Elsewhere, detailing is what I'd expect from any decent bib shorts: mesh bibs for breathability, flat seams, lazer-cut legs and silicone grippers.
Overall, everything behaves harmoniously and has lived up to the hype. I've done 400 miles, over varying distances and conditions. The thin fabric and generous leg grippers have kept everything perfectly aligned, allowing me to drum out 95rpm on the fixed for as long as I cared to.
According to the size chart, the medium looked the closest fit in all but the leg. I have a 33.5in inseam, the mediums are 32.5in. This resulted in a slightly shorter, almost '80s style look, but otherwise I didn't feel constrained. The bibs have plenty of give and movement generally, unrestricted, with no hint of gathering/bunching.
Nonetheless, as I said above, after 35 miles or so I was feeling a little 'constricted', and I'm convinced large would have been a better choice. My fault not Sportful's, but a reminder to scrutinise the chart rather than simply 'adding to cart'.
Sticking to the 30-degree machine cycles, they've emerged pretty much packet fresh, with no hint of fraying, bobbling of similar deterioration. Not that I'd expect that at this stage, or of a garment of this calibre.
Nonetheless, I've been indulging in a fair bit of mixed terrain fun, often through overgrown bridleways. Thorns and similarly prickly foliage have latched on but failed to make any impression on the fabric's integrity, which bodes well for the long term.
Okay, it's not outrageous, but £90 is still a lot to part with. For that I could have two pairs of B'Twin 900 Cycling Bib Shorts, if I could get hold of a pair... (We tested the 700s a couple of years ago.)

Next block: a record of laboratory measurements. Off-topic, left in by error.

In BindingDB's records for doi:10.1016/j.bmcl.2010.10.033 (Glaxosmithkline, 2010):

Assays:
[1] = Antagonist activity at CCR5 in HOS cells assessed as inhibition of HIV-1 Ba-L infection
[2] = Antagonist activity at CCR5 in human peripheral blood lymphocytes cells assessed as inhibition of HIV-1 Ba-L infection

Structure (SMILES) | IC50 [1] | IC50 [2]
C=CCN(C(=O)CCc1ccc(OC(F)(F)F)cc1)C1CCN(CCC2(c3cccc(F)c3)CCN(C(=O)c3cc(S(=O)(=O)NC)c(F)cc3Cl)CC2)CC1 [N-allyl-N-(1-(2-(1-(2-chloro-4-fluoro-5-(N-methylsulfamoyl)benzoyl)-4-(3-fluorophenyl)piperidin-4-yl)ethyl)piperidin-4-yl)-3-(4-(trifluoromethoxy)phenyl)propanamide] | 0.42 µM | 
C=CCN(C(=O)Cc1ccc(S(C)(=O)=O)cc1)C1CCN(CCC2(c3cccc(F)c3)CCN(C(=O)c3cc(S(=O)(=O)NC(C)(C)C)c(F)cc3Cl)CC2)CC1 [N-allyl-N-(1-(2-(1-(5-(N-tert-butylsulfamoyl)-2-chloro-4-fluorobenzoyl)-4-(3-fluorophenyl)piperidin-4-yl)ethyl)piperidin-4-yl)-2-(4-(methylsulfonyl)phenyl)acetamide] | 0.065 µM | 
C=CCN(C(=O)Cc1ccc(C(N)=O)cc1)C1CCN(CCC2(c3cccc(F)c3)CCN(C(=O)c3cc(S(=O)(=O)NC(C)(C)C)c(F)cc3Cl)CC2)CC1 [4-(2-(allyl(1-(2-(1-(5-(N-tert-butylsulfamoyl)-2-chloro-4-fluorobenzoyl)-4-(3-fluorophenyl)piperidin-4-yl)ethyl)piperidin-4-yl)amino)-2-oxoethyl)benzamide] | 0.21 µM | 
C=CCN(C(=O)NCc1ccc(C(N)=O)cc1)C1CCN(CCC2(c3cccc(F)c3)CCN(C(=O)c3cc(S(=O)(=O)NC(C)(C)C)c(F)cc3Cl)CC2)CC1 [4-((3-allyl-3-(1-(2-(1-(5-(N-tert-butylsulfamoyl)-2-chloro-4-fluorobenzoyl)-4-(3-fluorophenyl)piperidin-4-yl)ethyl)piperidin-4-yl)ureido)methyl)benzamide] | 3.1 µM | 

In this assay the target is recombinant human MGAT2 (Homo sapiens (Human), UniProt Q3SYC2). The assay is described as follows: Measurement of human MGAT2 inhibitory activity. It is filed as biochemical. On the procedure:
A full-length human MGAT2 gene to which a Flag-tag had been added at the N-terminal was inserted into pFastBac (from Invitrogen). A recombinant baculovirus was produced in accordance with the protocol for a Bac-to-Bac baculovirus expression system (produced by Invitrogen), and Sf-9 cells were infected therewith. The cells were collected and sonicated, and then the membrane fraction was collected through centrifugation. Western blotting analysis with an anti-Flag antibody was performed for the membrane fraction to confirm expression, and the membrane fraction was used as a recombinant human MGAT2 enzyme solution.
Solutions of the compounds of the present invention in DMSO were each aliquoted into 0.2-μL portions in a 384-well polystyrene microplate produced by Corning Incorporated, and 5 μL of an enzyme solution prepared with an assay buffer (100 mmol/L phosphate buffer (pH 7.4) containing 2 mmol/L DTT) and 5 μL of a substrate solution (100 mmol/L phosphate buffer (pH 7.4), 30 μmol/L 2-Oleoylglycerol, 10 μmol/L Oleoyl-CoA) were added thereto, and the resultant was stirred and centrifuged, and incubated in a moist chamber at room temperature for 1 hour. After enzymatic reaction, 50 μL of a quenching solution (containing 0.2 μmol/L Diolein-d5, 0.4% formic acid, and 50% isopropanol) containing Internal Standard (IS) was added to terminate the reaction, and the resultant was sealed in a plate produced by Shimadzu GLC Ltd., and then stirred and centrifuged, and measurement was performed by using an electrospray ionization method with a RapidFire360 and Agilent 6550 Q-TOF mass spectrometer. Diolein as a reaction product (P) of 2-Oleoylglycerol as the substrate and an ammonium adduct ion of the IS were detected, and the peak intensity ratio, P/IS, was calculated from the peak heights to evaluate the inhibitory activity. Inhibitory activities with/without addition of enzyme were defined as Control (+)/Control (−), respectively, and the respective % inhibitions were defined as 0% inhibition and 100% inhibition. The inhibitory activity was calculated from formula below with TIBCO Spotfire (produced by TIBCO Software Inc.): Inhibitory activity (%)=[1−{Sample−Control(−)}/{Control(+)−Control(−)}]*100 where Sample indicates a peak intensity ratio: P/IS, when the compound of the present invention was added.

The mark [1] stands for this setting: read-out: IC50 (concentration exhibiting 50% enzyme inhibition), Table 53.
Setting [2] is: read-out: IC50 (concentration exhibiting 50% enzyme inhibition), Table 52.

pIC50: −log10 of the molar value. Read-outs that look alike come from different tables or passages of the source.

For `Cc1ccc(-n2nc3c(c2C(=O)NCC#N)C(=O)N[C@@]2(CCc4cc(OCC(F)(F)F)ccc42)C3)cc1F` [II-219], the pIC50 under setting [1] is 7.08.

At the other extreme, though, there are models twice the price, such as Pearl Izumi's Pro-bib shorts at £189.99.
Crucially, I wouldn't describe the Sportfuls as a bargain, but I wouldn't suggest you're being short-changed either. They are very competent, and – provided you've got the sizing nailed – will deliver in every respect.
Competent shorts with some lovely touches, but check the sizing chart carefully
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road.cc test report
Make and model: Sportful Fiandre Light NoRain 2 Bib Short
Size tested: Medium
Tell us what the product is for
Sportful says, "CHANGING CONDITIONS WILL BECOME YOUR BEST FRIENDS
"The water repellency of this bibshort clears every doubt on which bib to wear in a cloudy day."
My feelings are that they're decent lightweight bib shorts for changeable mid spring and summer riding.
Tell us some more about the technical aspects of the product?
* Light NoRain fabric
* Laser-cut leg opening with silicone inserts
* No stitches in the back for better water protection
* Light mesh bibs
* Bodyfit Pro seat pad
* Weight:165 g
Fabric repels light to moderate showery rain and behaves to the standards I'd expect from this price point.